(Family Division; Holman J; 18 July 2007)
The seven month old child was suffering from a serious medical condition which would cause her to die within one year if she did not undergo a bone marrow transplant (BMT). A BMT would have a 50% chance of effecting a lasting cure so that she would have a normal life expectancy, with a 10% chance of her dying as a result of the treatment, a 10% chance she would survive but with a significant impairment, and a 30% chance that the treatment would be unsuccessful. The parents believed that the child should enjoy the quality of life she had left and not undergo the treatment. The child's guardian was very strongly in favour of BMT treatment. She should be given the chance of life rather than the certainty of death. The treating doctors sought an order that the BMT should go ahead.
The parents were well-educated, with a good understanding of the child's illness and BMT as a treatment. They were devoted to their children. The child had already received prolonged and severely painful treatment and the parents did not wish her to go through such suffering again. There was a high probability that the BMT would cause the child to be infertile in adult life, which distressed the parents greatly. They also strongly believed that God would cure her. They did not believe that, if treated, she would be in the 50% who would survive.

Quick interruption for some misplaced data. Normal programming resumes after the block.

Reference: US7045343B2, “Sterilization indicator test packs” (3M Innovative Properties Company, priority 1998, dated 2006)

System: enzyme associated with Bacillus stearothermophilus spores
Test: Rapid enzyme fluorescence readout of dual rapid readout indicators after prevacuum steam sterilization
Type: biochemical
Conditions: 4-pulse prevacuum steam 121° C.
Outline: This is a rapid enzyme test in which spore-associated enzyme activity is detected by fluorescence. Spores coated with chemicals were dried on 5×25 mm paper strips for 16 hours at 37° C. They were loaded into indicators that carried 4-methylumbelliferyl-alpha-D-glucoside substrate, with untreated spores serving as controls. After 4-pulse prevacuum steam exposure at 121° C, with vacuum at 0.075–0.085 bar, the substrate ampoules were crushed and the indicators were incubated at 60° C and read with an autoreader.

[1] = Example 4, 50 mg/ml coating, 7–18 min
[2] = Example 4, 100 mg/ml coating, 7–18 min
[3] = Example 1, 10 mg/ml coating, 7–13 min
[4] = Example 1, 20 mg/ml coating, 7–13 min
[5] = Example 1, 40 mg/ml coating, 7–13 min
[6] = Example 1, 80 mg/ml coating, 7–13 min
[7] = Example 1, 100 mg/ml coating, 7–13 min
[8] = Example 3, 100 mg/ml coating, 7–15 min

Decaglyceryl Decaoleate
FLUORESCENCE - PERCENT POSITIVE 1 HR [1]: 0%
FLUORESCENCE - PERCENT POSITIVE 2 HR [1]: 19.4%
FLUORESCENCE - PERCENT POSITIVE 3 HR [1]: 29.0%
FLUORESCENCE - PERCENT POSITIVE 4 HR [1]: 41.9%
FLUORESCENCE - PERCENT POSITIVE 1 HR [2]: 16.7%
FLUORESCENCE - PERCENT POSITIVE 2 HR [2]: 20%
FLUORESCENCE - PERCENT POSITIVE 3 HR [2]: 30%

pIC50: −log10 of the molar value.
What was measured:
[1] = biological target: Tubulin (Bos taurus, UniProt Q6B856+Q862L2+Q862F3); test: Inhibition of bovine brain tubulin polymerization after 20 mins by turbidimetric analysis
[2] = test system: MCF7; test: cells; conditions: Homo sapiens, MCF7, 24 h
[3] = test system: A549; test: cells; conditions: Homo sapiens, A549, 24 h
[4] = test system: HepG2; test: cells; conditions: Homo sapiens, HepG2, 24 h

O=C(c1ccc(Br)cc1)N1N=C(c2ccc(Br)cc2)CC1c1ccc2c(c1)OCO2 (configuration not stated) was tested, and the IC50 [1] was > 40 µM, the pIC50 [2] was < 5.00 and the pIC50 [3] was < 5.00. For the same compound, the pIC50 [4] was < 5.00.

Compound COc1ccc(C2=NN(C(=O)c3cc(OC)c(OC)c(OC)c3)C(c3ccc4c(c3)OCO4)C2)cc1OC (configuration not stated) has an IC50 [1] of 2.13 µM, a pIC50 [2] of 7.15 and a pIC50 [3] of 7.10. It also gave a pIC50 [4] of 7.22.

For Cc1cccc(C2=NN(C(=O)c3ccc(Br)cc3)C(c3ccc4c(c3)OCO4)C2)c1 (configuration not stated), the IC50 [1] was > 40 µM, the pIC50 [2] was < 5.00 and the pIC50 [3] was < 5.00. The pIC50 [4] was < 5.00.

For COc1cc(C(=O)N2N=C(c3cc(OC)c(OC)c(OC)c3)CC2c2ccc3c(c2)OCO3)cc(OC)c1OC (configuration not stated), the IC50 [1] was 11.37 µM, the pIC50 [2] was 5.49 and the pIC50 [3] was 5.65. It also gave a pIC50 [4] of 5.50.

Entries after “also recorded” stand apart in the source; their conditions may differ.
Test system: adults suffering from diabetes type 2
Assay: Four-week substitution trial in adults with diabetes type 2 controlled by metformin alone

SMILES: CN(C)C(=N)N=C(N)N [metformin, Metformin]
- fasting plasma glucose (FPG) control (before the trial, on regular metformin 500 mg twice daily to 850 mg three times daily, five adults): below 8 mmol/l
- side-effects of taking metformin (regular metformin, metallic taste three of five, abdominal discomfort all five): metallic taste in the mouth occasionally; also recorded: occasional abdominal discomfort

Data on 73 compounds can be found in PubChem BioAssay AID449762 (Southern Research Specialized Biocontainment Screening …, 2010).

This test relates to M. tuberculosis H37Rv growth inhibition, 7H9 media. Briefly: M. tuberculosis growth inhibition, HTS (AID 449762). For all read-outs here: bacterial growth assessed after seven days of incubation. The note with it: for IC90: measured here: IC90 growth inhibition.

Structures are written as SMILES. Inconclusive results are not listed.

Where there was a dispute between parents and doctors over the treatment of a child the court must apply the relevant law, as summarised in ten propositions originally set out in An NHS Trust v MB  EWHC 507 (Fam),  2 FLR 319. The religious views of the parents would not be taken into consideration. The only question was what was in the objective best interests of the child, with all relevant factors considered. The potential benefit to the child was the prospect of a full life. The pain and suffering that the child would endure as a result of the treatment, the risks that she would not survive or the treatment would not work, and the very high risk of infertility did not outweigh the 50% chance of a full and normal life, albeit infertile. The treating doctors were ordered to proceed with the BMT treatment.